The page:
if(myDFPlayer.readType()==DFPlayerPlayFinished && myDFPlayer.readCurrentFileNumber()==2) {
    Serial.println(F("audio finished..."));

Check the readType doesnt inherently do anything by itself.... right?

So you need to actually check for a specific 'state' of the readType response..

If the DFPlayer throws out '2' 'finished' responses.... the first one will 'trigger' a false positive...... no?

And if it doesnt 'always' kickback 2 responses... then how to you always consistently know when any given clip is complete?

There are also some other ways I have seen people try to check for 'completeness/finished state'

Code: [Select]
//if(myDFPlayer.readState() != 513 && myDFPlayer.readType()==DFPlayerPlayFinished){
//if(myDFPlayer.readState() != 513){

I had posted a sketch on the DFRobot fourms (garbage)...  to see if anyone could duplicate the same error I was getting (as described above)


I'd circle back to it if your updated code/approach fixes that.

The funny things is..

internally the DFPlayer MUST reliably detecting when a song is complete (whether its sending callbacks once or twice).. because you call a .loop(#) command.. internally the boards know when its done..... and (for the most part) seamlessly plays it again.


What I'm saying is that the DFPlayer sometimes returns multiple messages.  The example code processes a single message within the if ().  If you request a track and then wait for a Finished message, when it arrives the example code just processes the first Finished message.  If you assume you can go ahead and request another track, the second Finished message is still lurking and the next time you call myDFPlayer.available() it will appear that the DFPlayer is telling you that the second track has finished while in fact it is just a repeat of the first Finished.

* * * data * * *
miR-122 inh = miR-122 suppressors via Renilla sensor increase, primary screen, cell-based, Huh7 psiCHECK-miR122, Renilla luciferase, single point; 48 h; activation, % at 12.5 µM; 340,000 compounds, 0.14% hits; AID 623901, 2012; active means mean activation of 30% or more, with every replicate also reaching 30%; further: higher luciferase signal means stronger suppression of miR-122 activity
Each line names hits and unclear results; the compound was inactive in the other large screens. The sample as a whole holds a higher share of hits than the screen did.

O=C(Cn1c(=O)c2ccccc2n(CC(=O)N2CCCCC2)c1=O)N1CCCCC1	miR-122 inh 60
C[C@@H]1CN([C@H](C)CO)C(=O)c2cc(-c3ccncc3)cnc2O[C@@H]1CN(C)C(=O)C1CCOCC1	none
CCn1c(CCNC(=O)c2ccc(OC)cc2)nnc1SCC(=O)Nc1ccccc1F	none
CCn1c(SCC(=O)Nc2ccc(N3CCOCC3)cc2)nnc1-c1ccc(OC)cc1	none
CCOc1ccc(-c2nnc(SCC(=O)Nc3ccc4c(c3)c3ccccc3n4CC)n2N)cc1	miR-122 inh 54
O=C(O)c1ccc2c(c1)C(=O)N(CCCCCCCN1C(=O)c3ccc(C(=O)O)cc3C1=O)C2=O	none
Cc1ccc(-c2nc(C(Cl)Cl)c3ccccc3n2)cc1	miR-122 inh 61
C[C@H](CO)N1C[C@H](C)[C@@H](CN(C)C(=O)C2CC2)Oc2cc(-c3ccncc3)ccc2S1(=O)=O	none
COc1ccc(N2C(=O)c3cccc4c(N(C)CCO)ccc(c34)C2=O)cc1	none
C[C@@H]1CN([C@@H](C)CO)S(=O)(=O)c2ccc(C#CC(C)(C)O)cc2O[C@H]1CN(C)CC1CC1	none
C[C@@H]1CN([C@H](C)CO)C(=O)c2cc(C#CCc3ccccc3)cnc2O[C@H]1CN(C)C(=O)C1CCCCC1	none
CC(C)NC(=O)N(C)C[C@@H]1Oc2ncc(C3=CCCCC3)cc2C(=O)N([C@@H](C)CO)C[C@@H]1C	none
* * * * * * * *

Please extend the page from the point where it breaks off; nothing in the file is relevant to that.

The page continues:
By replacing the if ( ) with a while( ) the code will process all the messages that are queued up before returning control back to your code.

I agree it's very odd behaviour and difficult to accept is some sort of bug in the silicon.  I don't rule out that the library has a bug and is returning the same message twice under some circumstances.  When I get time I'll put my logic analyser on the output of the DFPlayer to confirm if the message is really being repeated.

However, using the library as it is you can rely on the first Finished message being a reliable indication that the track has finished.  The second is the false one.  One way of fixing the library (if the DFPlayer is indeed returning duplicate messages) could be to save each message that has been processed and discard any message that is exactly the same.

I haven't tried using the loop command so I can't comment on strange behaviour there but I suspect it's
down to the same root cause - repeated replies.


I should have added that you still need to set a global flag (e.g. below "Play Finished" in printDetail) when the DFPlayer tells you that the track has finished so that you know when you can start the next track.

The other point I meant to add is that the Finished message contains a reference to the track that has finished. It would be nice to use this to cross-check which track has now finished however it appears to be returning the index number of the track on the SD card which is not necessarily the number that you requested to play.  If you requested to play a track in the MP3 folder (playMp3Folder() command = 0x12) or play a track in a numbered folder (playFolder() command = 0x0F) the file number returned is different. So I reckon the best solution is to ignore the returned file number and just suppress duplicate replies.